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Abu Dhabi, UAETuesday 25 September 2018

UAE medical team in Bangladesh to help Rohingya refugees

Emirati volunteers will operate a mobile clinic to alleviate shortage of care in crowded camps 

Rohingya refugee children wait anxiously outside a food distribution center at Palong Khali refugee camp near Cox's Bazar, Bangladesh, on November 17, 2017. Navesh Chitrakar / Reuters
Rohingya refugee children wait anxiously outside a food distribution center at Palong Khali refugee camp near Cox's Bazar, Bangladesh, on November 17, 2017. Navesh Chitrakar / Reuters

A team of Emirati medical volunteers has arrived in Bangladesh to treat Rohingya refugees.

The team will operate a mobile clinic for those in need, especially children and the elderly, under the supervision of Emirati and Bangladeshi doctors, the state news agency Wam reported on Friday.

Dr Adel Al Shamri, chief executive of the Zayed Giving Initiative, said the campaign is part of UAE efforts to assist Rohingya who have fled hostilities in Myanmar and face deteriorating humanitarian conditions in Bangladeshi refugee camps.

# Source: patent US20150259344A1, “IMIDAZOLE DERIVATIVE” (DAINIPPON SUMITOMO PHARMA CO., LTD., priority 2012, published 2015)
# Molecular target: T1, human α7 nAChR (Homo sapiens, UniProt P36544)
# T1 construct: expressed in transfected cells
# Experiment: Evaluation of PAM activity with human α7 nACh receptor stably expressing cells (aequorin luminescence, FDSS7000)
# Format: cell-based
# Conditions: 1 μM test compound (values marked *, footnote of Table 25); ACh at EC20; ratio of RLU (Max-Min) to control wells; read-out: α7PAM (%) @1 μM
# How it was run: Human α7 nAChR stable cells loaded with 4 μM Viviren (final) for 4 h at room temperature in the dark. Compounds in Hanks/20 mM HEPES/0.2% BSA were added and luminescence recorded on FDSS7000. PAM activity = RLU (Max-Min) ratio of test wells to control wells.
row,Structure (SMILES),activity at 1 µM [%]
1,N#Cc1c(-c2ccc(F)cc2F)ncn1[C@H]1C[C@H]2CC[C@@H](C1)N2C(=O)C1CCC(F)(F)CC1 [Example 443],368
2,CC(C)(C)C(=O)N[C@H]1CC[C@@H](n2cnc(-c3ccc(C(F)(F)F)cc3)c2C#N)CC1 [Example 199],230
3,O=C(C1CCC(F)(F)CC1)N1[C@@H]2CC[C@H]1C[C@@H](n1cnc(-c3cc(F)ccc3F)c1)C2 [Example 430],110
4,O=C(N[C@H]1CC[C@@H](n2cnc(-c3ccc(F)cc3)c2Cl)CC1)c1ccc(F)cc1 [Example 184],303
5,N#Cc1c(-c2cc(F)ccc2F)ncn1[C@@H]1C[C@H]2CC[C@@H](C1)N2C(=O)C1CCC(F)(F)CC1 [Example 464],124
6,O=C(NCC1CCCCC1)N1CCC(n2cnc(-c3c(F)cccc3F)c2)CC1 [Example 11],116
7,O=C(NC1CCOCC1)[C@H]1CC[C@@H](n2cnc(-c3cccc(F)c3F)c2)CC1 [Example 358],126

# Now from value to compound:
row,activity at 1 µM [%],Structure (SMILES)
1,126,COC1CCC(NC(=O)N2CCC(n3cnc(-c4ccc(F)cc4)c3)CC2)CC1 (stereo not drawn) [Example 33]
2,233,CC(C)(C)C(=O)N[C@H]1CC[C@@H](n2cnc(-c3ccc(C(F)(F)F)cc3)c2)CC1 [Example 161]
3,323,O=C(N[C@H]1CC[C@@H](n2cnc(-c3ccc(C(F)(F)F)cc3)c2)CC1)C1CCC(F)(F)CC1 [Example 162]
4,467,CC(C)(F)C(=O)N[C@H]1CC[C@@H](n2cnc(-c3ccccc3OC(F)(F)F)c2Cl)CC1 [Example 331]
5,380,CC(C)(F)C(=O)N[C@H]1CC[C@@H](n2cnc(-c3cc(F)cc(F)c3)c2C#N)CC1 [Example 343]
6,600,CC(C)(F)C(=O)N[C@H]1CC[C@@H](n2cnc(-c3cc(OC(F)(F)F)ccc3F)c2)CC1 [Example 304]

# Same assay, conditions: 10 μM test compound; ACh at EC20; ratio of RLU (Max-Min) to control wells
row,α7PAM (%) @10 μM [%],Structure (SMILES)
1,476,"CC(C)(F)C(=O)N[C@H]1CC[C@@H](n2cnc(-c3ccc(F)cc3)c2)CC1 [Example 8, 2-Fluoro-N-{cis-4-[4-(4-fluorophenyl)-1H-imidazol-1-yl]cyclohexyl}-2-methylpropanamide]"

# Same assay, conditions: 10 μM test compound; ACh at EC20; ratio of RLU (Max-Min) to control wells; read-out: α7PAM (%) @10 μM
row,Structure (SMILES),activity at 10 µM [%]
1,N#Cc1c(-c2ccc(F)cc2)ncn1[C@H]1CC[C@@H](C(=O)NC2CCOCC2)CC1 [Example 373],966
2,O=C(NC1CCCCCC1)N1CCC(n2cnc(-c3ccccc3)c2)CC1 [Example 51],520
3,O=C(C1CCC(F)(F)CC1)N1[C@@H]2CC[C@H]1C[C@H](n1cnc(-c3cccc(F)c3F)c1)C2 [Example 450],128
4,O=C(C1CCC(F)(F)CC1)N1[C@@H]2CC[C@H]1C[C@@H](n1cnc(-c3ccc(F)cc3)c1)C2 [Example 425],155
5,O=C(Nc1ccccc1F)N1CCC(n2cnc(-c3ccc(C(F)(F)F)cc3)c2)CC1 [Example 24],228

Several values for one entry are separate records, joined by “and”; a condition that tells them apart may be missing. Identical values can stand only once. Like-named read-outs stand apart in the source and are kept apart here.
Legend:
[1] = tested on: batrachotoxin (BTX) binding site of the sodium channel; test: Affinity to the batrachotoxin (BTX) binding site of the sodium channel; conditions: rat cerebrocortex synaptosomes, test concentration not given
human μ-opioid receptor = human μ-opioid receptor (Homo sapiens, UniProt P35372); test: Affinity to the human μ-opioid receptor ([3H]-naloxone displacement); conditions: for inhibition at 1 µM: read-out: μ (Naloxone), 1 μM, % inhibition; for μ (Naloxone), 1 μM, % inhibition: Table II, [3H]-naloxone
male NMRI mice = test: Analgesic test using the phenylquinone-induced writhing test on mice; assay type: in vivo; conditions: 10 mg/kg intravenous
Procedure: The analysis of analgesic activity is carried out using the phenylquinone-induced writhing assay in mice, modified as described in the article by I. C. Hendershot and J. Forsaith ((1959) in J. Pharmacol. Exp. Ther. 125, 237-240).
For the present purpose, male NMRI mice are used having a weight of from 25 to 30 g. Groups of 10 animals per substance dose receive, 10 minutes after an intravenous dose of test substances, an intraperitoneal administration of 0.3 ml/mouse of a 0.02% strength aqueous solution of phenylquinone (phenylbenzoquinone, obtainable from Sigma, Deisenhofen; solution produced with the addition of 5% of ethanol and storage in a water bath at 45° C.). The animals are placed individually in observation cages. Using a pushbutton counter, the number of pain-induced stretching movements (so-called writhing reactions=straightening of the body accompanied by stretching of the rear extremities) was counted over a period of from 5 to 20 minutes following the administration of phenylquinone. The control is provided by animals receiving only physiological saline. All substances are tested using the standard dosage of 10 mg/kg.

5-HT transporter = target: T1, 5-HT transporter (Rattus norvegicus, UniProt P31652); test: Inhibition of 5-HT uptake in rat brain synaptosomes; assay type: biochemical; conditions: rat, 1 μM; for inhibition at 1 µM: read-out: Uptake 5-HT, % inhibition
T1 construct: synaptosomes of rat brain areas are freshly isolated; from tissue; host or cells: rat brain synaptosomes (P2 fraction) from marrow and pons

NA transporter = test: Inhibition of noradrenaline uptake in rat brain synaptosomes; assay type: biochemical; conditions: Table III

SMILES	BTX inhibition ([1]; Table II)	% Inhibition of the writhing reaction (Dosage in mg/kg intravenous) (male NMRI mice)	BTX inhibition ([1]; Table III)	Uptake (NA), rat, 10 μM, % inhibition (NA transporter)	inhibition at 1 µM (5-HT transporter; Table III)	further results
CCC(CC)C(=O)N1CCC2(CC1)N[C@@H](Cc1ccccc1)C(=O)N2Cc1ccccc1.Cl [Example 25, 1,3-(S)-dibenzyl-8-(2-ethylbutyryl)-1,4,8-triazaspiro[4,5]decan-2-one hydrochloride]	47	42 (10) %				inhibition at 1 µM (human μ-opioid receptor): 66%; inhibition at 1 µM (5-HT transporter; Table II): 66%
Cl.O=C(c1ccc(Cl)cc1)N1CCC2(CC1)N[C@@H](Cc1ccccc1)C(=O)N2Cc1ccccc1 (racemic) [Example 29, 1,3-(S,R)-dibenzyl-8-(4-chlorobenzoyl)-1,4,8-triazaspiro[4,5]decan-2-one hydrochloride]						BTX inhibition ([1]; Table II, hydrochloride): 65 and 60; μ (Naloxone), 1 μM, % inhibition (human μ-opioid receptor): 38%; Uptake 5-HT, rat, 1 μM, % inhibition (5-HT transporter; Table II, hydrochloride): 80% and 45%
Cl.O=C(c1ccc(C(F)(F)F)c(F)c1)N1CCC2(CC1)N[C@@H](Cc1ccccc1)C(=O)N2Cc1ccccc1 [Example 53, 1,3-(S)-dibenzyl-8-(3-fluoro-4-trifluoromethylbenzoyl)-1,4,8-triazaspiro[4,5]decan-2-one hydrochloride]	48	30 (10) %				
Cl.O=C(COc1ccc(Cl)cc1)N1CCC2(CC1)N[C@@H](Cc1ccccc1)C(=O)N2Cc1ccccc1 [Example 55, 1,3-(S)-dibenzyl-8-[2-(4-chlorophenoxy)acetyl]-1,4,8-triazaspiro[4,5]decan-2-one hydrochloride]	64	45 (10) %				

The campaign is a joint effort by the Zayed Giving Initiative, Dar Al Ber Association, Sharjah Charity House and the UAE-German Hospitals Group, in partnership with local agencies, Wam said.

The mobile clinic was flown to Bangladesh by flydubai, it said.

More than 600,000 Rohingya have fled to Bangladesh since late August, when the Myanmar military launched a wide-ranging crackdown in response to a string of attacks by insurgents.

The number of arrivals, most of them women and children, has overwhelmed Bangladeshi authorities as well as international aid agencies.

On Saturday, foreign ministers from Asia and Europe will meet in Bangladesh to discuss international support to help the government cope with the crisis.

The Bangladesh foreign minister A H Mahmood Ali is scheduled to take the ministers from Germany, Sweden and Japan, as well as the European Union diplomatic chief Federica Mogherini, to the border town of Cox's Bazar on Sunday to see the camps.

The UN children's agency Unicef estimates that about 25,000 refugee children are suffering from severe malnutrition.

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